Glutamatergic neurotransmission in a mouse model of Niemann-Pick Type C Disease

Giovanna D'Arcangelo, Daniele Grossi, Giovanna De Chiara, Maria Chiara De Stefano, Giancarlo Cortese, Gennaro Citro, Stefano Rufini, Virginia Tancredi, Daniela Merlo, Claudio Frank

Research output: Contribution to journalArticlepeer-review


Niemann-Pick Type C Disease (NPCD) is a progressive neurodegenerative disorder characterized by accumulation of free cholesterol, sphingomyelin, glycosphingolipids (GSLs) and sphingosine in lysosomes, mainly due to a mutation in the NPC1 gene. One of the main symptoms in NPCD patients is hyperexcitability leading to epileptic activity, however, the pathophysiological basis of this neural disorder is not yet well understood. Here we studied the excitatory neurotransmission in the hippocampus of BALB/c NPC1NIH (NPC1-/-) mice, a well-described animal model of the disease. We report that hippocampal field potential population spike (fPS), as well as paired pulse ratio, is enhanced in NPC1-/- with respect to Wild Type (WT). To evaluate the contribution of glutamate receptor activity in the enhanced fPS observed in mutant mice, we recorded slices treated with glutamate receptor agonists alpha-amino-3-hydroxy- 5-methyl-4-isoxazole-propionic acid (AMPA) and Kainate (KA). We found that a prolonged application of KA and AMPA in NPC1-/- mice do not induce the dramatic decrease of synaptic transmission observed in WT hippocampal slices suggesting a functional impairment of presynaptic KA receptors and an imbalance of AMPA receptor exo/endocytosis. In line with electrophysiological data, we also found notable differences in calcium influx during KA and AMPA bath application in NPC1-/- hippocampal culture as compared with WT. Nevertheless in synaptosomal membranes, Western Blot analysis didn't reveal any modification in protein expression levels of KA and AMPA receptor subunits. All together these data indicate that in mutant mice the hyperexcitability, that is at the basis of the insurgence of seizures, might be due to the enhanced glutamatergic neurotransmission caused by an altered KA and AMPA receptor functioning.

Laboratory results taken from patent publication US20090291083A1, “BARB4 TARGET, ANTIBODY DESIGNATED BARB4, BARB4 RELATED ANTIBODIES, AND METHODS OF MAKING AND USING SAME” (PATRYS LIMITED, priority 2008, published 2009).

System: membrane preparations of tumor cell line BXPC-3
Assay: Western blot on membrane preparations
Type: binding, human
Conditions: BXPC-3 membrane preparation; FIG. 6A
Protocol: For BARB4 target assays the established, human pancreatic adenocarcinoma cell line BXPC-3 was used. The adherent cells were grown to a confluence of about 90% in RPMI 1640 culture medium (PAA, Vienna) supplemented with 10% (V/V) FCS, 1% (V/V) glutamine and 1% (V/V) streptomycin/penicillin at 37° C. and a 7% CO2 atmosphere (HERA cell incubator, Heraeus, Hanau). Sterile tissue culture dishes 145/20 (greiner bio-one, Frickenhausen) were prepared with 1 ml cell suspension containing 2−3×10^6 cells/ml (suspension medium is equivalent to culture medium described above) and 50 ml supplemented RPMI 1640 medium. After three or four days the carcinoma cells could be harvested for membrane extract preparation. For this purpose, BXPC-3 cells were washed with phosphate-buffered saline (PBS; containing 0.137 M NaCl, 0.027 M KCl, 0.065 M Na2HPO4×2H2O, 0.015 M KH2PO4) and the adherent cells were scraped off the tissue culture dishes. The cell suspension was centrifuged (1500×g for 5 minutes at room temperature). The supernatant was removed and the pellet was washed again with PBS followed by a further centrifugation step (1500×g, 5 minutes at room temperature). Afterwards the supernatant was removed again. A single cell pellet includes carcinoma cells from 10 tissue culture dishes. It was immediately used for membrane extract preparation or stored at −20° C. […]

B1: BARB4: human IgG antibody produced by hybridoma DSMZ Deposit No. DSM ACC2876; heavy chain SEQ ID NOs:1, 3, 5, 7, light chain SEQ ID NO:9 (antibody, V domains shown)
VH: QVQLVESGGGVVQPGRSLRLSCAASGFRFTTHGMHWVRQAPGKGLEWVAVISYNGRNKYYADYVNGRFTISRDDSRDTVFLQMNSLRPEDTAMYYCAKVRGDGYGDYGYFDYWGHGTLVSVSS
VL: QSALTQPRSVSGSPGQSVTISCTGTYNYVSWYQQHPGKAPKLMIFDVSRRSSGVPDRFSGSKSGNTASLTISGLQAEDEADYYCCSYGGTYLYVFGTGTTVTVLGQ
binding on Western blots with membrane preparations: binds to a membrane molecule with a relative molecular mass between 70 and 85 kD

Original languageEnglish
Pages (from-to)11-19
Number of pages9
JournalBrain Research
Publication statusPublished - Jun 17 2011


  • AMPA receptor
  • Hippocampus
  • Hyperexcitability
  • Kainate receptor
  • Synaptic transmission
  • Synaptosomal membrane

ASJC Scopus subject areas

  • Neuroscience(all)
  • Clinical Neurology
  • Developmental Biology
  • Molecular Biology


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